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Jamal Morrow, Gerard Wicks proving their worth on merit

The freshmen have already flashed their dynamism.

William Mancebo

More than a few eyebrows were raised when redshirt freshman running backs Jamal Morrow and Gerard Wicks soared to the top of the depth chart this fall, past incumbents Marcus Mason (senior) and Teondray Caldwell (junior), without ever having played a college game.

Mason and Caldwell were steady performers for WSU last season. They each averaged around 5 yards per carry, and Mark even wrote an ode to Mason's development -- the running back had played football for just a year before coming to WSU, but had turned into one of the Cougars' most productive players.

Fast forward to today, and Mason has more tackles (four, all on special teams) than carries (zero). Caldwell switched to safety in response to his drop on the depth chart, and has now left the program altogether.

Four games in, Morrow and Wicks are showing why the staff's faith in them is justified.

Each got off to a bit of a slow start as the offense found its sea legs, and while the consistency in the running game still isn't there, both flashed their tantalizing ability on Saturday against Oregon and showing just what it is that caused them to pass a couple of known quantities.

Let's take a look at some of the highlights.

We already covered this play in The Monday After, but it's worth repeating here. Morrow's quickness -- something that will be a theme through these highlights -- leaves the Oregon defender wondering where he's just gone. He turns a possible tackle short of the line to gain into 10 more yards and a first down:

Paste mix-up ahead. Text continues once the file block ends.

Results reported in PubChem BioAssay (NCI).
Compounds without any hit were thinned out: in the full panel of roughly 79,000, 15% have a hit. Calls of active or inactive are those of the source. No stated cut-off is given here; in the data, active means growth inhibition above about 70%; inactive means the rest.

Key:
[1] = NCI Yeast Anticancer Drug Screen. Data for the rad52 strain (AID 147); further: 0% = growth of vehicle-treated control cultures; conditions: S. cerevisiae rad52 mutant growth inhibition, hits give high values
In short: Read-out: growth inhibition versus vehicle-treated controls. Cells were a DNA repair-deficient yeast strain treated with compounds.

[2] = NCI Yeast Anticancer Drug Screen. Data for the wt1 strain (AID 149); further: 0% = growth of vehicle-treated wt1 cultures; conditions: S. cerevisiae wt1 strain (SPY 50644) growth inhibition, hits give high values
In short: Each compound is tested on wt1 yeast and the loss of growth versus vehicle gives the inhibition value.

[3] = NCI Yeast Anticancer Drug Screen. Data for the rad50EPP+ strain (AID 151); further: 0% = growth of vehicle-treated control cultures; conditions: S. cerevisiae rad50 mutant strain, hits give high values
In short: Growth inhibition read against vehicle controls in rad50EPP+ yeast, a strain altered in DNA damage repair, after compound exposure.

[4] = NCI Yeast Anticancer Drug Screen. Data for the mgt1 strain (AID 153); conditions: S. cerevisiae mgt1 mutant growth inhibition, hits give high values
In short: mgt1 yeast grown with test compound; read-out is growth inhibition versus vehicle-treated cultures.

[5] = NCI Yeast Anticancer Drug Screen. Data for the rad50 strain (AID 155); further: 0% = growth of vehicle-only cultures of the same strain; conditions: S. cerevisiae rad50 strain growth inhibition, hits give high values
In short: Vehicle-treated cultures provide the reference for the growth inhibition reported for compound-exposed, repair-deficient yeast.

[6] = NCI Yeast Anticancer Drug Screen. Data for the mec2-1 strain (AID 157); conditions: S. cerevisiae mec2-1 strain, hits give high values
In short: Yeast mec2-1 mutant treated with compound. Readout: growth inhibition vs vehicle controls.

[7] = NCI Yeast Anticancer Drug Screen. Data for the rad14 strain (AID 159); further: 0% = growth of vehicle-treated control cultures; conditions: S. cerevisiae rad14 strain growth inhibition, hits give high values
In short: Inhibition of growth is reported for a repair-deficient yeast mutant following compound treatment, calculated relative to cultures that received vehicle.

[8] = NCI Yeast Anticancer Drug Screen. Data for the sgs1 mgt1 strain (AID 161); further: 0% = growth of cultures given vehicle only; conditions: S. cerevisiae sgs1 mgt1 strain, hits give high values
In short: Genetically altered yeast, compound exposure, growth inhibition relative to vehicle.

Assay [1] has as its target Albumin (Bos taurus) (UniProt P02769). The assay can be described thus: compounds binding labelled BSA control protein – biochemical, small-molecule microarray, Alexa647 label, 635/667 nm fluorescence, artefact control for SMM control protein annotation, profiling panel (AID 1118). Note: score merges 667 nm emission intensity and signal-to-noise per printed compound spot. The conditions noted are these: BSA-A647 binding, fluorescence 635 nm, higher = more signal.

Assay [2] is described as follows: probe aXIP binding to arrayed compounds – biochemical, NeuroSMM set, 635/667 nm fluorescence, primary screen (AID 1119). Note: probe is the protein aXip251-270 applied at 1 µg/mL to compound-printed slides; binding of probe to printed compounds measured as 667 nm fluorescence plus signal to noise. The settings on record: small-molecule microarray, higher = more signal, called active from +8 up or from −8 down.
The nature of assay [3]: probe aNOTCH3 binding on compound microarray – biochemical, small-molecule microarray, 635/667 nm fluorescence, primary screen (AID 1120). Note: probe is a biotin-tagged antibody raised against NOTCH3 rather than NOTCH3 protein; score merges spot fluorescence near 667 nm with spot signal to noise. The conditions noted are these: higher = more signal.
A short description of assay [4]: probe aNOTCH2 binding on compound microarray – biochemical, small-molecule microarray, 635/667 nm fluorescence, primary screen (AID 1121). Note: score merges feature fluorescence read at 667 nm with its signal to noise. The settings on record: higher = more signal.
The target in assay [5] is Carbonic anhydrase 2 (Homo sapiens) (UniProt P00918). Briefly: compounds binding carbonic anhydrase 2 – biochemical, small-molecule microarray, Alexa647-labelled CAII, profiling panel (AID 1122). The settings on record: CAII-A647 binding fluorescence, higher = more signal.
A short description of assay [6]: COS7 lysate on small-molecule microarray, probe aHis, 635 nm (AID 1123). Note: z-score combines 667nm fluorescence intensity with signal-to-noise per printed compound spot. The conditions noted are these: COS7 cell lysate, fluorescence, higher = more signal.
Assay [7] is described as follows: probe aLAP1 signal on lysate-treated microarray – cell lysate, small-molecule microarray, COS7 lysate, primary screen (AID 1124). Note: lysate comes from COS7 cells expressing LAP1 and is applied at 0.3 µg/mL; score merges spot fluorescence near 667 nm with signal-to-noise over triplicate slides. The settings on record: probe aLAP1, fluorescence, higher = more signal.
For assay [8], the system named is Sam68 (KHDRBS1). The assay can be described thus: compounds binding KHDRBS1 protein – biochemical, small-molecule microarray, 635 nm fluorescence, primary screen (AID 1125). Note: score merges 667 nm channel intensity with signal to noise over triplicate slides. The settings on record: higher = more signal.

Morrow doesn't just have jukes. Check out the way he bursts through no fewer than four defenders who think they have a bead on him, parting them like the Red Sea:


The replay angle shows even better just how surprised the Duck defenders are to find out they don't actually have Morrow boxed in. That acceleration, man.


This might be my favorite play by Morrow. Explosive plays are great, but sometimes the biggest plays are the plays that just move the chains:


Oregon had Morrow dead to rights. Previous running backs likely would have just tried to put their heads down and run though contact to the line -- likely with suboptimal results. Morrow is able to win his one-on-one matchup, and two plays later, Connor Halliday found Rickey Galvin for the game-tying touchdown.

Morrow hasn't had a ton of success in the running game yet, likely because he operates best in space and the offensive line isn't yet opening up large holes with regularity. Still, his speed is an asset in the right situation. Check out how he gets wide, runs through one arm tackle, and then is able to accelerate past an out-of-position defender:


While Morrow is getting the lion's share of the touches, Wicks has brought value as well. His per-rush number is higher (4.0 to 3.8), and at 5-11/211, he's much better suited to get hard yards up the middle:


Notice the subtle cut in the backfield as he reads where the hole is? He then is able to run through a couple of arm tackles to pick up five extra yards.

I'm being truthful when I say that I loved what Mason brought to the Cougs last year. And if something were to happen to one of these guys to force him back into action, I'd be totally confident that he'd be a productive player once again. But to see how Morrow and Wicks are progressing, and to think they're only freshmen ... it's exciting to think about the future.